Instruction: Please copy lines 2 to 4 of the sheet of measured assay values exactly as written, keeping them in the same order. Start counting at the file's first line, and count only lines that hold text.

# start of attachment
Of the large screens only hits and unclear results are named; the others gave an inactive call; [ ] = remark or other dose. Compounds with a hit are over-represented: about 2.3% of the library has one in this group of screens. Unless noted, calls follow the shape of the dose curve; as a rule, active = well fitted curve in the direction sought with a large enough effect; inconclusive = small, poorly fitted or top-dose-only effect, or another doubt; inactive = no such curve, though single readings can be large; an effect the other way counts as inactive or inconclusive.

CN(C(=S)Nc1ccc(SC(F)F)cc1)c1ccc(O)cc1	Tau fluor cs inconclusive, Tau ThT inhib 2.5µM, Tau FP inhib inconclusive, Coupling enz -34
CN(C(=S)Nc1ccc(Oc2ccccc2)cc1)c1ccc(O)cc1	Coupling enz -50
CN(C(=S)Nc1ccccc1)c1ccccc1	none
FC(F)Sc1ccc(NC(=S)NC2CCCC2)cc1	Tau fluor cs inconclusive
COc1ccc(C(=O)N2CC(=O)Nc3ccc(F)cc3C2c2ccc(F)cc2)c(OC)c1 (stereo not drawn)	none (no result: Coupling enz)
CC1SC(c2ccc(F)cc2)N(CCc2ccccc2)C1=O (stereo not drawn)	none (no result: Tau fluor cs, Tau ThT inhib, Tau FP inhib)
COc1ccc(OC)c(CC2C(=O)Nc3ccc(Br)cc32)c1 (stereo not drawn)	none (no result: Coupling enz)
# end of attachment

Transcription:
CN(C(=S)Nc1ccc(SC(F)F)cc1)c1ccc(O)cc1	Tau fluor cs inconclusive, Tau ThT inhib 2.5µM, Tau FP inhib inconclusive, Coupling enz -34
CN(C(=S)Nc1ccc(Oc2ccccc2)cc1)c1ccc(O)cc1	Coupling enz -50
CN(C(=S)Nc1ccccc1)c1ccccc1	none